Dissecting the Plate

The Archer had GPS with integrated VOR/ILS, but no second VOR, ADF or DME.

We discussed the plate below for the KPIE ILS, including the MSA and minima. Without a DME, you rely on the GPS to provide distances on final approach. It seemed strange that the threshold wasn’t zero as found in the UK, but the figure of 1.7 miles matched that on the plate. Cora also checked that I understood the distance shown prior to the final approach fix was for each leg and not the distance to the threshold.

The missed approach procedure is to climb straight ahead to 600 feet, then turn left. I reckoned that if going around from minima of 200 feet then I’d not have climbed to 600 feet before reaching the missed approach point, but it was worth clarifying.

We also discussed the minimum altitude/heights considered acceptable to pass an IR checkride. You have to get low enough to show you can fly to minima, but are not allowed to descend below the minima under any circumstances. So where in the UK it would be OK to be actively going around/powering up on a precision approach such as an ILS and briefly dip below minima, in the US that’s a fail. Please let me know if I’ve misunderstood or misinterpreted that slight difference.

Flying the Procedures

After startup, I requested IFR clearance on the ground frequency before taxi while the engine warmed up.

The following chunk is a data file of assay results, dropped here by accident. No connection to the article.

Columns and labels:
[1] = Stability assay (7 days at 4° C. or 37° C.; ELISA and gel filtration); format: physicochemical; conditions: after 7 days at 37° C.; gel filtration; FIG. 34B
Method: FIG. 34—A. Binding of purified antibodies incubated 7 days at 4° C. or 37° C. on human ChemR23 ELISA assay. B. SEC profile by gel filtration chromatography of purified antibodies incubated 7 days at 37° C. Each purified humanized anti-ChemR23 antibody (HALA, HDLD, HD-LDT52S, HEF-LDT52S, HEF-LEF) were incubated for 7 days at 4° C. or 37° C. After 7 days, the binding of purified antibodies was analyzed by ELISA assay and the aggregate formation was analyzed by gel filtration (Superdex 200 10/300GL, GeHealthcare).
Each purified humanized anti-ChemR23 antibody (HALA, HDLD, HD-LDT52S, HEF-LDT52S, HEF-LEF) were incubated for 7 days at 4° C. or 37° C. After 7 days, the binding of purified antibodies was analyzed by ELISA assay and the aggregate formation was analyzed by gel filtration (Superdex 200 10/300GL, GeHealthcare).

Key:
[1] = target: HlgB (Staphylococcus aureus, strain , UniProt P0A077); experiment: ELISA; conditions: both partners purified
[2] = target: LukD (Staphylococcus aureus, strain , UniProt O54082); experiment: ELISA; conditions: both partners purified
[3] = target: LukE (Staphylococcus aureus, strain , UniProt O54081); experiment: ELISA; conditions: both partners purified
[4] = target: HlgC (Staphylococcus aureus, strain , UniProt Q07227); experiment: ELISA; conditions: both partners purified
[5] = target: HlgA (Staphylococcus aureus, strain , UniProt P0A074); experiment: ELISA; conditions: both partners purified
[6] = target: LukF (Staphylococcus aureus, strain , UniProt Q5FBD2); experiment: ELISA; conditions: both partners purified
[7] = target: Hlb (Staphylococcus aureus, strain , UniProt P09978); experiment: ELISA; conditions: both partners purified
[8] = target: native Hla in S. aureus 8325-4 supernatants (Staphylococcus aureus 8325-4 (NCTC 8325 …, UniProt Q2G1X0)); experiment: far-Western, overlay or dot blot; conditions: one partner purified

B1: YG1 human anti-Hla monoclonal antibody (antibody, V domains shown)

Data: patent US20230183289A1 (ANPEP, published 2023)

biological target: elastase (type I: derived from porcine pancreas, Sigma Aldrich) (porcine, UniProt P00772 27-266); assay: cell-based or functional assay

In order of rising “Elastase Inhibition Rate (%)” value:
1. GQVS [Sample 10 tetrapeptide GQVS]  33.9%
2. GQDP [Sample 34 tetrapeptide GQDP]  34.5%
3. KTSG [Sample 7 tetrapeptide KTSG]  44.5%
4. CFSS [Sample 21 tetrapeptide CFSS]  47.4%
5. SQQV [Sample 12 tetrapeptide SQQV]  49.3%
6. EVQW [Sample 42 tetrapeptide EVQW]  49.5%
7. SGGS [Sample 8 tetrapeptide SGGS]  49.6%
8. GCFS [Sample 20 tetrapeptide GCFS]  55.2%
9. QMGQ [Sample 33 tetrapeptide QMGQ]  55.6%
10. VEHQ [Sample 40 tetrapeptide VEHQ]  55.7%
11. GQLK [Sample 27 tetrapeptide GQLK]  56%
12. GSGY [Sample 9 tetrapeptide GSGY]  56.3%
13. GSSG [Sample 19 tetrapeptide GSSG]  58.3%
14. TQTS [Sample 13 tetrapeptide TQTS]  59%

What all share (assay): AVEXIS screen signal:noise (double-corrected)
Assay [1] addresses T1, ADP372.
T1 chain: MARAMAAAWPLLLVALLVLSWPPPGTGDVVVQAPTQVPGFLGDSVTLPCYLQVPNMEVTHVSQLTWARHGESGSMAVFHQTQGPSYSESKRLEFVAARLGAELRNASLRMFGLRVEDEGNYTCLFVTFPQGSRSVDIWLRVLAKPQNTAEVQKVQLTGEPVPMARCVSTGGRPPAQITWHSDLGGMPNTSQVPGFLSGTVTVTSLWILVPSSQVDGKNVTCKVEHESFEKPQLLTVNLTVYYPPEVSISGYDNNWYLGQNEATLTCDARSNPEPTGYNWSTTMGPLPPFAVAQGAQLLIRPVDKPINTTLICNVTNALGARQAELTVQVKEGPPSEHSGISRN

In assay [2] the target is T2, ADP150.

Whiited Ground, Archer 86746, request IFR clearance

Archer 82746, Cleared to Whitted as filed, after departure left turn to 270 degrees not above 1600 feet, expect 3000 in 10 minutes, next frequency Departure 118.8, squawk 0045.

Once stable on the outbound leg, the foggles went on and it got very dark outside. The tower instructed us to switch to Departure (on the frequency previously given). I announced our callsign and altitude to Tampa Departure, who asked us to squawk ident, then for our training requirements. This was immediately approved.

We climbed when instructed and did some general handling. The AI was then considered faulty and hidden from my view – the rest of the flight flown entirely without it. An ILS to minima at KPIE, published missed approach to the hold, inbound on the RNAV with a circle to land. We swapped seamlessly between Tampa Departure and the Tower controllers.

Route Flown included holds, 2 approaches, circle to land

Satisfactory Result

FAA Pilot Test Standards (PTS) clearly specify the various skills and procedures that must be included in an IPC and the permitted tolerances. I was surprised to find that up to 3/4 scale deflection is allowed en-route, in the hold and during final approach compared to 1/2 scale for EASA tests. The hold we flew was guided by the GPS, with the visible moving map and CDI making it comparatively easy.

From my limited experience, it seems to me that neither the FAA or EASA are significantly more or less difficult than the other – they are both different and training is essential to ensure you meet the examiner’s expectations. An Instrument Rating requires a high standard of skill and knowledge in both cases.

My logbook entry was signed and the required wording added into the notes page, with the instructor’s licence number and instructor rating expiry date. This is the only written record of the IPC – the instructor won’t notify the FAA, and there’s no FAA paperwork to file.

Next, read about the first leg of my tour (from St Petersburg to Naples) around South Florida for which I needed to file IFR.